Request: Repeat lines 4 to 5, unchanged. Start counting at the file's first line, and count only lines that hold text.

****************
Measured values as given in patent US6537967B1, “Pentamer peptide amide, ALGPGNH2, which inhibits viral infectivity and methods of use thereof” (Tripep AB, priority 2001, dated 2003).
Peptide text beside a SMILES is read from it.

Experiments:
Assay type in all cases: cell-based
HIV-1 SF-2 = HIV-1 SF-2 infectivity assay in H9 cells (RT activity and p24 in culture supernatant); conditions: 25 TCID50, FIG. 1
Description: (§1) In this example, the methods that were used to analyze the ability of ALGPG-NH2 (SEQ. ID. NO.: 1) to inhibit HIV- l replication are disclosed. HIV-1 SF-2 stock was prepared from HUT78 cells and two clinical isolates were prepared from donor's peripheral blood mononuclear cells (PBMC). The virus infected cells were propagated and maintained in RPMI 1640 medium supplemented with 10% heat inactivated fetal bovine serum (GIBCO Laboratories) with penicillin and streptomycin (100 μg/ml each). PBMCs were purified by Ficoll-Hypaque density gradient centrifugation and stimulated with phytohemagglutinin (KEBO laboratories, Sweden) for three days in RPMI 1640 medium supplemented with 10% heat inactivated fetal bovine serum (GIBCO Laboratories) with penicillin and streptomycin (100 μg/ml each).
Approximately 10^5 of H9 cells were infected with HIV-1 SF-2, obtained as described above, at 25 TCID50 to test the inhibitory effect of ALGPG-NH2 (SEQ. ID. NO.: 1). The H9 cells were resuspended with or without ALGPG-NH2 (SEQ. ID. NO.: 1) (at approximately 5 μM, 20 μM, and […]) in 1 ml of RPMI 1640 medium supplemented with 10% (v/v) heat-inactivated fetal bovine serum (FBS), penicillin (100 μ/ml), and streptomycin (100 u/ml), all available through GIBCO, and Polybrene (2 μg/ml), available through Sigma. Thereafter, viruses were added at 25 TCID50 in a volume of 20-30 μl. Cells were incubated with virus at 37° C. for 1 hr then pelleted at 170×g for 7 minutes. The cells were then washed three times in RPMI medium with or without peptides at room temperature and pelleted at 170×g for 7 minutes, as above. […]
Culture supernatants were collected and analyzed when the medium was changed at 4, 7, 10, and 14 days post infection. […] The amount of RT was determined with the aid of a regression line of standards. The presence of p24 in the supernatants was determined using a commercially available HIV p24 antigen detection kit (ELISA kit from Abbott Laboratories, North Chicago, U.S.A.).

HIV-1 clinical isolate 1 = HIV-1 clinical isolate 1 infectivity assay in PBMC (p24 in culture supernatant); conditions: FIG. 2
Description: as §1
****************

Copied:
Assay type in all cases: cell-based
HIV-1 SF-2 = HIV-1 SF-2 infectivity assay in H9 cells (RT activity and p24 in culture supernatant); conditions: 25 TCID50, FIG. 1